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Pulmonary sequestration was accidentally diagnosed after injury in the emergency room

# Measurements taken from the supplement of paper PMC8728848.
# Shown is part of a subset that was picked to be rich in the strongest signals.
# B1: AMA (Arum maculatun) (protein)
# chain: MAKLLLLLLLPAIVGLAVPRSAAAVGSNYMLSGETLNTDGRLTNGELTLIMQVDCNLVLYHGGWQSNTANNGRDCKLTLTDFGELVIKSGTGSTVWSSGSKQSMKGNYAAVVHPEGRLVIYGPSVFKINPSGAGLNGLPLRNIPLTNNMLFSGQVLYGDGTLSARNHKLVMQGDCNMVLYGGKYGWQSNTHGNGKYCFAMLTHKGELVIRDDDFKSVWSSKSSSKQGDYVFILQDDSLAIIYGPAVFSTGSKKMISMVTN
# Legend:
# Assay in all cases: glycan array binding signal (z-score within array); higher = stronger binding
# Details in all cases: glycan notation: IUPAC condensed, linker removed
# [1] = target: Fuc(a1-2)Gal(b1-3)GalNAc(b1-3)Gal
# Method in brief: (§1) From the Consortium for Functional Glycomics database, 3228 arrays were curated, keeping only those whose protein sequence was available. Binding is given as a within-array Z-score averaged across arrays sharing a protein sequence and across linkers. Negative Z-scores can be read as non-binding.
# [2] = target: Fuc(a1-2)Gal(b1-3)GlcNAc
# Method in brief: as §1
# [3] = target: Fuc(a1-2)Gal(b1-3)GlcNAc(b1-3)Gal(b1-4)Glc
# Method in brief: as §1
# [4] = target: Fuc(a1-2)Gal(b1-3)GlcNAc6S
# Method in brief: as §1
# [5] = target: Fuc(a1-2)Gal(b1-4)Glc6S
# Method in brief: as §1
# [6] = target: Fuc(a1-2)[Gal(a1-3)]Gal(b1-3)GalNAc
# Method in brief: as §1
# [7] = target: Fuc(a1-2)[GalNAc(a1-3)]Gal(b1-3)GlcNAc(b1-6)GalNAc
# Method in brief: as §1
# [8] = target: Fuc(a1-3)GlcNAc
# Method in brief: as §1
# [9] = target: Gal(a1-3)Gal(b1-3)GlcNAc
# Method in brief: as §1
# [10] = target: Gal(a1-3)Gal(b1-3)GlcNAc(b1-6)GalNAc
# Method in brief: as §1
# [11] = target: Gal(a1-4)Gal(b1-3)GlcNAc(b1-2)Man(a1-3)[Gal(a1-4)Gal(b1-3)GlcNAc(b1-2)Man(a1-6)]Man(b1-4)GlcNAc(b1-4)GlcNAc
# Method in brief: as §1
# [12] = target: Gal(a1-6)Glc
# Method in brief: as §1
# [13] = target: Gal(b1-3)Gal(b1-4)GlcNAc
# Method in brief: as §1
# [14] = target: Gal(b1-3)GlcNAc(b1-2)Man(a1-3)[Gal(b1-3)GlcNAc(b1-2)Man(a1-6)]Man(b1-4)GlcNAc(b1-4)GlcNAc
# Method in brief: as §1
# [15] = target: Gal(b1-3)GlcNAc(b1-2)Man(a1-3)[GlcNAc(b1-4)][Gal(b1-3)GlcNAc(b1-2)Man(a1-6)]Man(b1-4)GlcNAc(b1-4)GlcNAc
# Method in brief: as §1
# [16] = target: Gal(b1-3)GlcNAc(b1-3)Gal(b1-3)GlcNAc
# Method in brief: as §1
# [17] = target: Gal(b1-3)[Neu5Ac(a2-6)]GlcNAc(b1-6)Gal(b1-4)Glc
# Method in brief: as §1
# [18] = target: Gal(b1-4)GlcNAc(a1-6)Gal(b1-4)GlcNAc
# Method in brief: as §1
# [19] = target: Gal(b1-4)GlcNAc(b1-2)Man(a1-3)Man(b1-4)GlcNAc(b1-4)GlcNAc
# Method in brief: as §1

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https://www.eduzhai.net Clinical Medicine and Diagnostics 2018, 8(3): 41-44 DOI: 10.5923/j.cmd.20180803.01 Pulmonary Sequestration which Diagnosed Incidentally after Injury in the Emergency Department Jong Ha Kim, Jung Ho Kim, Sin Youl Park, Sam Beom Lee*, Byung Soo Do Department of Emergency Medicine, Yeungnam University College of Medicine, Daegu, Korea Abstract Pulmonary sequestration (PS) is a congenital lung malformation which supplied from aberrant systemic arteries. It has frequent respiratory complication such as recurrent pneumonia because it is abnormal lung parenchymal anatomy and generally identified by these respiratory symptoms. It is usually diagnosed by three-dimensional reconstruction CT or angiography. We experienced a case of asymptomatic PS which is incidentally diagnosed as mass-like lesion, and then finally confirmed by combination of serial computed tomography imaging without angiography in the emergency department. The patient was discharged without further evaluation. He had no respiratory symptoms, but may have them later and have to consider surgical treatment. We should know that asymptomatic PS may be found in the emergency department and treat appropriately. Keywords Congenital lung malformation, Pulmonary sequestration, Emergency department 1. Introduction Pulmonary sequestration (PS) is rare structural congenital lung malformation with an estimated incidence of 0.15%-1.8%. [1] It is dysplastic lung tissue supplied by abnormal systemic artery and did not have normal connection with the tracheobronchial tree. [2] PS is divided into extralobar and intralobar type. More than one half of the extralobar type is diagnosed in patients younger than 1 year, which is associated with congenital heart disease, diaphragmatic hernia, and pulmonary hypoplasia. In contrast, more than one half of intralobar type is diagnosed by its pulmonary complications such as cough, fever, hemoptysis or chest pain in later childhood. [3] But asymptomatic patients are difficult to identify and they may live for life time without recognition. So they are diagnosed incidentally as regular health screening or management for other disease. [4] In this case, we diagnosed asymptomatic PS incidentally and also this case was specially diagnosed and finally confirmed by combination of serial computed tomography imaging without angiography in the emergency department. 2. Case Report * Corresponding author: sblee@med.yu.ac.kr (Sam Beom Lee) Published online at https://www.eduzhai.net Copyright © 2018 The Author(s). Published by Scientific & Academic Publishing This work is licensed under the Creative Commons Attribution International License (CC BY). http://creativecommons.org/licenses/by/4.0/ A 38-year-old man visited at emergency department for left chest and left arm pain by mechanical compression due to press machine. His vital signs were stable and any other symptoms were not presented. The analgesic was administered immediately, at the same time blood tests, x-ray and electrocardiography were performed. Blood tests showed mild leukocytosis with a white blood cell count of 13,670/µL, a hemoglobin level of 15.3 g/dL and platelet count of 209,000/µL. The patient’s serum myoglobin level was 523.5 ng/mL and CPK level was 624 IU/L, which were slightly elevated above the normal range. Other test results were in the normal range. Chest x-ray film was taken to check traumatic injury and that shown multiple rib fractures at right 6-8th rib, but evidences of hemothorax and pneumothorax were not seen (Fig. 1). And left shoulder and arm x-ray were not shown gross abnormality. Electrocardiography showed normal sinus rhythm and no ST-T change was observed. After then, we decided to check chest computed tomography scan for finding out other associated injuries. Chest computed tomography scan was showed multiple rib fractures at both chest wall but any other injuries were not seen, however we found about 4.5 cm-sized low density solid mass-like lesion at right posterior lung field. We found it was directly supplied by systemic circulation from descending thoracic aorta in right lower lobe by serial contrast-enhanced computed tomography imaging without direct angiography (Fig. 2, Fig. 3, Fig. 4). We thought this mass was asymptomatic pulmonary sequestration that identified incidentally, we treated 42 Jong Ha Kim et al.: Pulmonary Sequestration which Diagnosed Incidentally after Injury in the Emergency Department conservatively and administered prophylactic antibiotics. treatment. But he decided to discharge with short-term We recommended hospitalization for evaluation and follow up. Figure 1. Simple chest X-ray shows no abnormal mass lesion without multiple rib fractures at right lung field Figure 2. Chest CT shows a mass-like lesion adjacent to spine at right posterior lung field (arrows indicated). A. enhanced transverse view, B. enhanced lung setting view Figure 3. Serial enhanced transverse chest CT films show a mass-like lesion, it’s blood supply directly from the descending thoracic aorta. (arrows indicated in order to A, B, and C) Clinical Medicine and Diagnostics 2018, 8(3): 41-44 43 Figure 4. (A) Enhanced coronal view of chest CT shows a mass-like lesion and the descending thoracic aorta. (B, C, D) Serial enhanced coronal views of chest CT show it’s blood supply directly from the descending thoracic aorta. (arrows indicated in order to B, C, and D) 3. Discussion PS is rare structural congenital lung malformation. It is dysplastic lung tissue supplied by abnormal systemic artery and did not have normal connection with the traheo-broncial tree. [2] In 1777, Huber introduced the first description of the disease, as an accessory pulmonary lobe and Pryce use the term PS and divided by intralobar and extralobar type. [5] Intralobar type is located within the lung and does not have its own visceral pleura but extralobar type is located outside the normal lung tissue and has its own visceral pleura. [1] Generally, PS is located at the lower lobes and intralobar type is 75%-90% of all cases. Three-fifths are of intralobar sequestrations are located the left lower lobe, and two-fifths are located the right lower lobe. Extralobar sequestrations are mostly located the left lower lobe, however about 10% of extralobar sequestrations can be located subdiaphragmatic area. Also it is sometimes positioned on bilateral. [6-8] Most PS is suspicious by symptoms caused by its pulmonary complications such as cough, fever, hemoptysis or chest pain and diagnosed by plain radiography, ultrasound, CT, angiography, and magnetic resonance imaging. Asymptomatic patients are difficult to identification and sometimes, they are diagnosed incidentally. Three-dimensional reconstruction CT can help to detect anomalous vessels and differentiate between intralobar and extralobar type. Angiography is not routine diagnosing method, but the gold standard to determine arterial supply. [9] We could find a lung mass by chest CT. It required a differential diagnosis the cause of bleeding, because it was discovered during trauma evaluation. This case was diagnosed by combination of serial CT imaging but did not taken angiography. Asymptomatic PS does not need surgical treatment at all. If patient does not have any symptoms, we can choose follow-up in out-patient department. If patient present respiratory infectious sign or respiratory distress, we may consider surgical treatment. If there are no contraindications, surgical resection is the standard of treatment for all patients with PS. [10, 11] 44 Jong Ha Kim et al.: Pulmonary Sequestration which Diagnosed Incidentally after Injury in the Emergency Department This case is asymptomatic PS that diagnosed incidentally. Although it was asymptomatic, it can cause respiratory complication later. So if any patient will visit to the emergency department even though disease or trauma, we have to consider PS if abnormal lung mass is seen and check the serial contrast-enhanced computed tomography imaging in the emergency department. REFERENCES [1] Herbert CE, Reddy SV, Lemler MS. Use of Amplatzer Vascular Plugs for the treatment of combined extralobar and intralobar pulmonary sequestration in a 5-year-old child. Cardiol Young 2016; 26; 1441-4. [2] Cooke CR. Bronchopulmonary sequestration. Respir Care 2006; 51: 661-4. [3] Fowler DJ, Gould SJ. The pathology of congenital lung lesions. Semin Pediatr Surg. 2015; 24; 176-82. [4] Compelmann D, Eberhardt R, Heuβel CP, et al. Lung sequestration: A rare cause for pulmonary symptoms in adulthood. Respiration 2011; 82: 445-50. [5] Corbett HJ, Humphrey GE. Pulmonary sequestration. Paediatr Respir Rev 2004; 5: 59-68. [6] Dhingsa R, Coakley FV, Albanese CT, Filly RA, Goldstein R. Prenatal sonography an MR imaging of pulmonary sequestration. AJR 2003; 180: 433-7. [7] Erden ES, Bayarogullari H, Bilgic H, Yetim T, Buyukkaya E. Bilateral pulmonary sequestration in the elderly adult. Multidiscip Respir Medi 2012; 7: 36. [8] Takashi M, Yoshinobu Hata, Hajime O, et al. Simultaneous resection of bilateral anomalous systemic supply to the basal segments of the lungs: a case report. J Cardiothor Surg 2015; 10: 140. [9] Lee EY, Boiselle PM, Cleveland RH. Multidetector CT evaluation of congenital lung anomalies. Radiology 2008; 247: 632-48. [10] Laberge JM, Puligandla P, Flageole H. Asymptomatic congenital lung malformations. Semin Pediatr Surg 2005; 14: 16-33. [11] Raemdonck DV, Boeck KD, Devlieger H, et al. Pulmonary sequestration: a comparison between pediatric and adult patients. Eur J Cardiothorac Surg 2001; 19: 388-95.